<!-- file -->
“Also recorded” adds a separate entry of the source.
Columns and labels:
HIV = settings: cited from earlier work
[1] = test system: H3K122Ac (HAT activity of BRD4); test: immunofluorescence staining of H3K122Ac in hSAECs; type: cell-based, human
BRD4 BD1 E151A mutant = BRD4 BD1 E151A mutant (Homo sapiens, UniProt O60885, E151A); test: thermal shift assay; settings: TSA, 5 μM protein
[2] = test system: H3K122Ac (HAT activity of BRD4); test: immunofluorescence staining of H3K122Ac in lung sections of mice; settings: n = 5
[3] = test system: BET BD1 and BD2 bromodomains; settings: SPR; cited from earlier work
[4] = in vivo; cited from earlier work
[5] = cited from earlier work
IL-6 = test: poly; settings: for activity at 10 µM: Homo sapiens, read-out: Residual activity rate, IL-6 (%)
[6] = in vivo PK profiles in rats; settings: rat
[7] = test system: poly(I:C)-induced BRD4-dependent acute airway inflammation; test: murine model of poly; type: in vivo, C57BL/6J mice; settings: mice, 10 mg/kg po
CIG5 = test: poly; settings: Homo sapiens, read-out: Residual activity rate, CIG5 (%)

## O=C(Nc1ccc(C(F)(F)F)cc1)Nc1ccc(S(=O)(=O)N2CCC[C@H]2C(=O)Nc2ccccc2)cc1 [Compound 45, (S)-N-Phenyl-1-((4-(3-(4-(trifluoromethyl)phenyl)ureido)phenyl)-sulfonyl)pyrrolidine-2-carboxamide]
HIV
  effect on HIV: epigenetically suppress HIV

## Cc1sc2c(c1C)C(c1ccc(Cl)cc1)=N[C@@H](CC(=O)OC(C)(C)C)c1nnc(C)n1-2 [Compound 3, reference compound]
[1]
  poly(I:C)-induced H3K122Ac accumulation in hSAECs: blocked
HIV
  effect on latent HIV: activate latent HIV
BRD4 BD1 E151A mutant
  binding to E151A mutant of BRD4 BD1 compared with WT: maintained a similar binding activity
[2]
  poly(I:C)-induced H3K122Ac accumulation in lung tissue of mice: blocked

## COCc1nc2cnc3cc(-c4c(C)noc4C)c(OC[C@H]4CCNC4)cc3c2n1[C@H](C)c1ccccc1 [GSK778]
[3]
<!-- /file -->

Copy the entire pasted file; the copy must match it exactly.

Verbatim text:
“Also recorded” adds a separate entry of the source.
Columns and labels:
HIV = settings: cited from earlier work
[1] = test system: H3K122Ac (HAT activity of BRD4); test: immunofluorescence staining of H3K122Ac in hSAECs; type: cell-based, human
BRD4 BD1 E151A mutant = BRD4 BD1 E151A mutant (Homo sapiens, UniProt O60885, E151A); test: thermal shift assay; settings: TSA, 5 μM protein
[2] = test system: H3K122Ac (HAT activity of BRD4); test: immunofluorescence staining of H3K122Ac in lung sections of mice; settings: n = 5
[3] = test system: BET BD1 and BD2 bromodomains; settings: SPR; cited from earlier work
[4] = in vivo; cited from earlier work
[5] = cited from earlier work
IL-6 = test: poly; settings: for activity at 10 µM: Homo sapiens, read-out: Residual activity rate, IL-6 (%)
[6] = in vivo PK profiles in rats; settings: rat
[7] = test system: poly(I:C)-induced BRD4-dependent acute airway inflammation; test: murine model of poly; type: in vivo, C57BL/6J mice; settings: mice, 10 mg/kg po
CIG5 = test: poly; settings: Homo sapiens, read-out: Residual activity rate, CIG5 (%)

## O=C(Nc1ccc(C(F)(F)F)cc1)Nc1ccc(S(=O)(=O)N2CCC[C@H]2C(=O)Nc2ccccc2)cc1 [Compound 45, (S)-N-Phenyl-1-((4-(3-(4-(trifluoromethyl)phenyl)ureido)phenyl)-sulfonyl)pyrrolidine-2-carboxamide]
HIV
  effect on HIV: epigenetically suppress HIV

## Cc1sc2c(c1C)C(c1ccc(Cl)cc1)=N[C@@H](CC(=O)OC(C)(C)C)c1nnc(C)n1-2 [Compound 3, reference compound]
[1]
  poly(I:C)-induced H3K122Ac accumulation in hSAECs: blocked
HIV
  effect on latent HIV: activate latent HIV
BRD4 BD1 E151A mutant
  binding to E151A mutant of BRD4 BD1 compared with WT: maintained a similar binding activity
[2]
  poly(I:C)-induced H3K122Ac accumulation in lung tissue of mice: blocked

## COCc1nc2cnc3cc(-c4c(C)noc4C)c(OC[C@H]4CCNC4)cc3c2n1[C@H](C)c1ccccc1 [GSK778]
[3]